If all goes well, Texas Wesleyan will have a new heart by late 2019.

That’s how Jim Lewis, vice president of university advancement, describes the Nick and Lou Martin University Center, which will provide a focal point for the campus.

“It’s going to be a game changer for Texas Wesleyan,” he said. “It will touch everyone on campus.”

Lewis said the center will be 44,000 square feet and two stories tall. It will be located behind the Canafax clock tower and will be a major point of entry for students, their families, and Wesleyan guests.

Lewis estimated the total cost of the center at $20,250,000, including $13,500,000 for construction and $1,350,000 for furniture (see chart). Among the amenities will be a welcome center, bookstore, food court, dining area, ballroom, student organization spaces, meeting spaces, a terrace that will feature patio space, and an amphitheater.

“It will have a major impact on potential enrollment,” Lewis said, “by not only creating a great first impression for prospective students but also changing the complexion of student life here in a way that would Wesleyan a lot more attractive to students and their families.”

Wesleyan President Frederick Slabach said in October that the center is named after Louella Martin, a member of the board of trustees, and her husband, Nick. The Martins made a substantial donation to  the center’s construction.

Lewis said that assuming the university can finish fund-raising by January 2018, ground will be broken by late 2018 and the center would be open by late 2019. Lewis said that the majority of the $20.25 million  will come from donors.

When he started working at Wesleyan two years ago, the board of trustees made the center a funding priority, he said.

“The discussion of the project has been around for over a decade,” Lewis said. “I saw an old proposal that was done 20 years ago.”

Executive Director of Facilities Development and Operations Brian Franks said constructing the center will be the largest building operation on campus since the Eunice and James L. West Library was built in 1987.

“We probably have 12 to 18 months of preconstruction,” Franks said.

Franks said he, Lewis and other Wesleyan officials toured other university centers to get a sense of what was wanted and needed at Wesleyan.

“This not something you build very often,” he said. “It’s actually fairly prestigious for the architect and construction manager and everyone one else involved because you don’t do these every day.”

Dean of Students Dennis Hall was one of the people who toured other university centers; he wanted to see what other universities have done.

“I think creating a space that feels unique and is dynamic is really important,” Hall said. “This building has the intention of being the heartbeat of the campus and really promote that vibrant on-campus experience for our students”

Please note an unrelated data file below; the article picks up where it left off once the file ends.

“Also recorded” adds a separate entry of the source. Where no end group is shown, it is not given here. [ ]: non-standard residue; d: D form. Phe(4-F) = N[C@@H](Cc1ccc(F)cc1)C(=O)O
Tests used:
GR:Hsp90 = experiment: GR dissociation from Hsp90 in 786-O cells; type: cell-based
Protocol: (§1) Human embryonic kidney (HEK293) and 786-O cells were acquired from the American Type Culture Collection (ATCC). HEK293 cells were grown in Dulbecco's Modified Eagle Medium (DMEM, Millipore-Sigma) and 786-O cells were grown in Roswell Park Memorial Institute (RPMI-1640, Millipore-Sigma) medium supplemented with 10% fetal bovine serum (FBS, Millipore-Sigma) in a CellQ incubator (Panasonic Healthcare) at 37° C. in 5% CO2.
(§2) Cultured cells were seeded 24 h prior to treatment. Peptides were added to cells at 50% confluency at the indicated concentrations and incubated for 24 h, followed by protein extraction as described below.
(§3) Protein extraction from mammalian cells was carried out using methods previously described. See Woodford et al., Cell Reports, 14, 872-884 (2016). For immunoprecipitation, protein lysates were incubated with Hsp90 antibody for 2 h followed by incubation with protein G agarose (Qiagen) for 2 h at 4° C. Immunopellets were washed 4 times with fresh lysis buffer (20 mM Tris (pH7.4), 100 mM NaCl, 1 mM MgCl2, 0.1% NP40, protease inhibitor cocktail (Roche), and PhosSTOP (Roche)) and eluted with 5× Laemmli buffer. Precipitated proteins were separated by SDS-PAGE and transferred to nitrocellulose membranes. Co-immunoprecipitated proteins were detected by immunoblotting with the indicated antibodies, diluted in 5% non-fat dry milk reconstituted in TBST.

Hall believes the new university center will be transformational for the campus and become a unified place for students to congregate.

Hall’s office and all of Student Life will be relocated to the center when it is finished, but what else will fill the center has yet to be decided, he said.

“I’m excited, the more I think about it, that central mall area becomes more collegiate and very traditional in a college sense,” Hall said.

This graph shows the cost breakdown of the Nick and Lou Martin Student Center, according to Brian Franks. Infograph by Nicholas Acosta.

This graph shows the cost breakdown of the Nick and Lou Martin University Center, according to Brian Franks.
Infograph by Nicholas Acosta.

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Nicholas Acosta

Nicholas Acosta is a junior mass communication major. He transferred from Tarrant County College in December of 2017 to continue his education at Texas Wesleyan. Nick is from Grand Prairie and graduated from Dubiski Career high school. He plans to graduate from Wesleyan in the spring of 2018.

Nick loves to write and practice writing reviews in his free time. He is adventurous in life as well as his writing style and lives by his motto, “always do your best.” Nick wants to improve his writing skills and gain experience in order to pursue a career in public relations because he likes the flexibility and creativity of the field.

2 Comments

  1. […]  http://therambler.org/2016/11/14/martin-center-to-open-in-fall-2019/ […]

  2. May 3, 2017 at 11:39 pm — Reply

    […] Martin Center to open in Fall 2019 […]

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